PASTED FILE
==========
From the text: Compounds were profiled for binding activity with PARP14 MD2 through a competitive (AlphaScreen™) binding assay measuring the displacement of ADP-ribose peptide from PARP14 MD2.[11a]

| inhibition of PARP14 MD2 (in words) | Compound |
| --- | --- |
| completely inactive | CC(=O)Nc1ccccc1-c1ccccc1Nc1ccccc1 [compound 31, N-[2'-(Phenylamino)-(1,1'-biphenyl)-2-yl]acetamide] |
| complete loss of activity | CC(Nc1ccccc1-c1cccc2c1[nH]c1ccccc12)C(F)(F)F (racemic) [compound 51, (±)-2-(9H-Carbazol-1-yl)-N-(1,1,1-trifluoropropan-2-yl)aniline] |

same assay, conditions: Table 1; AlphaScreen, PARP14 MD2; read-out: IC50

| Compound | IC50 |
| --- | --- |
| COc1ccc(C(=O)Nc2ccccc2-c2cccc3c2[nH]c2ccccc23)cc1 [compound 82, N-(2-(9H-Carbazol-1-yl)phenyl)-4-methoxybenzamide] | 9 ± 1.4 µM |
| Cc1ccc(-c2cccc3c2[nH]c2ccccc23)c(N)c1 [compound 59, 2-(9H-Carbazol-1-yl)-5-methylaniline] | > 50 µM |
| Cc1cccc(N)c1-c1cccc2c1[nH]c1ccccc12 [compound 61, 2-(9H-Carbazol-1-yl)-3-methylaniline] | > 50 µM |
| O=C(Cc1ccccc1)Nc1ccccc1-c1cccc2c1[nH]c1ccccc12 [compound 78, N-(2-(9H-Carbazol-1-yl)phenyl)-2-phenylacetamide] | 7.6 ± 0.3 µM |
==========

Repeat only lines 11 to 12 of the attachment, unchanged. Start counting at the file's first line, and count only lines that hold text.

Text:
| Cc1cccc(N)c1-c1cccc2c1[nH]c1ccccc12 [compound 61, 2-(9H-Carbazol-1-yl)-3-methylaniline] | > 50 µM |
| O=C(Cc1ccccc1)Nc1ccccc1-c1cccc2c1[nH]c1ccccc12 [compound 78, N-(2-(9H-Carbazol-1-yl)phenyl)-2-phenylacetamide] | 7.6 ± 0.3 µM |